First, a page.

The Real Meaning of July 4th

The Signers

Have you ever wondered what happened to the 56 men who signed the Declaration  of Independence?

Five signers were captured by the British as traitors, and tortured before they died.  Twelve had their homes ransacked and burned.  Two lost their sons serving in the Revolutionary Army; another had two sons captured.  Nine of the 56 fought and died from wounds or hardships of the Revolutionary War.  They signed and they pledged their lives, their fortunes, and their sacred honor.

What kind of men were they?

Twenty-four were lawyers and jurists. Eleven were merchants, nine were farmers and large plantation owners; men of means, well educated.  But they signed the Declaration of Independence knowing full well that the penalty would be death if they were captured.  Carter Braxton of Virginia, a wealthy planter and trader, saw his ships swept from the seas by the British Navy.  He sold his home and properties to pay his debts, and died in rags.

Thomas McKeam was so hounded by the British that he was forced to move his family almost constantly.  He served in the Congress without pay, and his family was kept in hiding.  His possessions were taken from him, and poverty was his reward.

Vandals or soldiers looted the properties of Dillery, Hall, Clymer, Walton, Gwinnett, Heyward, Ruttledge, and Middleton.  At the battle of Yorktown, Thomas Nelson Jr, noted  that the British General Cornwallis had taken over the Nelson home for his headquarters. He quietly urged General George Washington to open fire.  The home was destroyed, and Nelson died bankrupt.

Francis Lewis had his home and properties destroyed. The enemy jailed his wife, and she died within a few months.  John Hart was driven from his wife’s bedside as she was dying. Their 13 children fled for their lives. His fields and his gristmill were laid to waste. For more than a year he lived in forests and caves, returning home to find his wife dead and his children vanished. A few weeks later he died from exhaustion and a broken heart.  Norris and Livingston suffered similar fates.

Such were the stories and sacrifices of the American Revolution.  These were not wild-eyed, rabble-rousing ruffians.  They were soft-spoken men of means and education.  They had security, but they valued liberty more.  Standing tall, straight, and unwavering, they pledged: “For the support of this declaration, with firm reliance on the protection of the divine providence, we mutually  pledge to each other, our lives, our fortunes, and our sacred honor.”

They gave you and me a free and independent America.  The history books never told you a lot about what happened in the Revolutionary War.  We didn’t fight just the British.  We were British subjects at that time and we fought our own government!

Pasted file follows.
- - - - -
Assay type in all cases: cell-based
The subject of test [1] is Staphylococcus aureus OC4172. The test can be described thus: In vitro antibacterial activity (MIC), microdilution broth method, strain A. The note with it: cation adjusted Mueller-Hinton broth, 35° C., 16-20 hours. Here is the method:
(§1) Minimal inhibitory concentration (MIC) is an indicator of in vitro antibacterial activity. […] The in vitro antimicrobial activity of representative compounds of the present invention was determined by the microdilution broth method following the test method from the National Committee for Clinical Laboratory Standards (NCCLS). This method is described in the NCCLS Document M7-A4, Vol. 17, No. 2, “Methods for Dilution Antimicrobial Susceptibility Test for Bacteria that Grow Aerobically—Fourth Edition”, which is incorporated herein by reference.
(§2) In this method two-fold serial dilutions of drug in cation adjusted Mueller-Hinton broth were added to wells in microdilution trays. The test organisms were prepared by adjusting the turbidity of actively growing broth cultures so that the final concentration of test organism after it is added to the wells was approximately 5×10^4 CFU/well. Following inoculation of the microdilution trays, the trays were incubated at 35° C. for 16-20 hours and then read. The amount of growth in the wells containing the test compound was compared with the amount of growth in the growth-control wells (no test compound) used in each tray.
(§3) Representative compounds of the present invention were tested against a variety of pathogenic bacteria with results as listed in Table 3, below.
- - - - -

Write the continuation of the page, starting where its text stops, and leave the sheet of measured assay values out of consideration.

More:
Some of us take these liberties so much for granted, but we shouldn’t.

So,take a few minutes and silently thank these patriots.  It’s not much to ask for the price they paid.

Remember: Freedom is never free!

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What does Memorial Day mean to you?

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In the United States, we are observing Memorial Day this weekend.

I wanted to take a minute and share with everyone the significance of Memorial Day to me and, I believe, to all of us.

On Memorial Day, we take time to remember all of the soldiers that died so that we can have our freedom.

The following quotes sum up for me the real importance of Memorial Day. Feel free to share them with your friends

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“It is foolish and wrong to mourn the men who died. Rather we should thank God that such men lived.” – General George S. Patton

“And they who for their country die shall fill an honored grave, for glory lights the soldier’s tomb, and beauty weeps the brave.”  – Joseph Drake

“A hero is someone who has given his or her life to something bigger than oneself.” – Joseph Campbell

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Did I forget Anything?

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The Veteran

It is the
VETERAN,
not the preacher,
who has given us freedom of religion.

It is
the VETERAN,
not the reporter,
who has given us freedom of the press.

It is
the VETERAN,
not the poet,
who has given us freedom of speech.

It is
the VETERAN,
not the campus organizer,
who has given us freedom to assemble.

It is
the VETERAN,
not the lawyer,
who has given us the right to a fair trial.

It is
the VETERAN,
not the politician,
Who has given us the right to vote.

It is the

VETERAN who
salutes the Flag,

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The Flag

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In Memory Of

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To say THANKS

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Remember

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To the Troops

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Hot Dogs, Gasoline and Freedom

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